One of the largest caribou herds in North America has declined by nearly a quarter in the past two years, hitting a population level that justifies new hunting restrictions.
The news was delivered last week at the annual meeting of the Western Arctic Caribou Herd Working Group, an advisory organization with representatives of villages dependent on the herd. The population estimate for the Western Arctic herd is 188,000, down from 244,000 two years ago.
The decline appears to be driven by deaths among adult females, said Alex Hansen, a Kotzebue-based biologist for the Alaska Department of Fish and Game.
Biologists don’t yet know how serious the decline is.
Hansen, speaking at the online meeting, noted that caribou populations can swing up and down and that the estimate itself contains an element of uncertainty. However, he said, “This just happens to be a pretty steep hill that we’re on right now.”
Several working group members expressed concerns. “This decrease, I mean, it’s huge. If this happens again two years from now, we’re really going to be in trouble,” said Tom Gray of Nome.
He and others argued for restrictions to limit hunting pressure on females. “This herd’s been here for thousands of years. Let’s not kill it in a few,” he said.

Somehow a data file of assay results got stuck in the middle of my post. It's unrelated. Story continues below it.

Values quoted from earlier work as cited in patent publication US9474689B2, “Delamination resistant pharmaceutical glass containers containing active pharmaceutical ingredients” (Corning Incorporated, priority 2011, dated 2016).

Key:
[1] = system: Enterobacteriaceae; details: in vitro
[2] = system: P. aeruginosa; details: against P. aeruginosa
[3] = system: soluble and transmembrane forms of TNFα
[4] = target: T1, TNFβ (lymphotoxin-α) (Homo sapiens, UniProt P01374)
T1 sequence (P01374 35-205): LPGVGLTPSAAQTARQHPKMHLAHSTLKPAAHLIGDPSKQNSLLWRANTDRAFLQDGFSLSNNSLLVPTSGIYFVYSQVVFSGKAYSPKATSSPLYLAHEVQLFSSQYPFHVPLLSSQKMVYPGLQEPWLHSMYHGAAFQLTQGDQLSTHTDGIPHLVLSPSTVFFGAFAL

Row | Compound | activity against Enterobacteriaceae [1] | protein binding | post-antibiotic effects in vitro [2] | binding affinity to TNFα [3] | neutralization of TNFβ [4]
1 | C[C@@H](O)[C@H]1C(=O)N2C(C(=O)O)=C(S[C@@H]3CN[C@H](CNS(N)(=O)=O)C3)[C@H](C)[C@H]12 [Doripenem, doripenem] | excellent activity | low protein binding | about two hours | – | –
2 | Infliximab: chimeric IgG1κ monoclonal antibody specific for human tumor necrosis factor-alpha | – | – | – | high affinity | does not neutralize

The decline might have knocked the Western Arctic herd into second place among Alaska’s herds. The most recent census of the Porcupine herd, which roams through the Arctic National Wildlife Refuge and in northeastern Alaska and in neighboring areas of Canada, estimated that population at about 218,000, Hansen said. However, that census and its relationship to the Western Arctic herd total is dated, Hansen said. It was taken in 2017, a year when the Western Arctic herd was estimated at 259,000 animals, he said.
The Porcupine and Western Arctic herds may now be the biggest in North America, as several Canadian herds have crashed.
Climate changes mean migration changes
The warming climate appears to have drastically changed the Western Arctic herd’s fall migration behavior — delaying it and, in many cases, limiting the distance they travel, according to a presentation by Kyle Joly, a National Park Service wildlife biologist who studies the herd.
In the past, the herd’s caribou regularly made early fall crossings of the Kobuk River, a major river in Alaska’s Northwest Arctic region that flows east to west along the Arctic Circle. But those crossings have become fewer.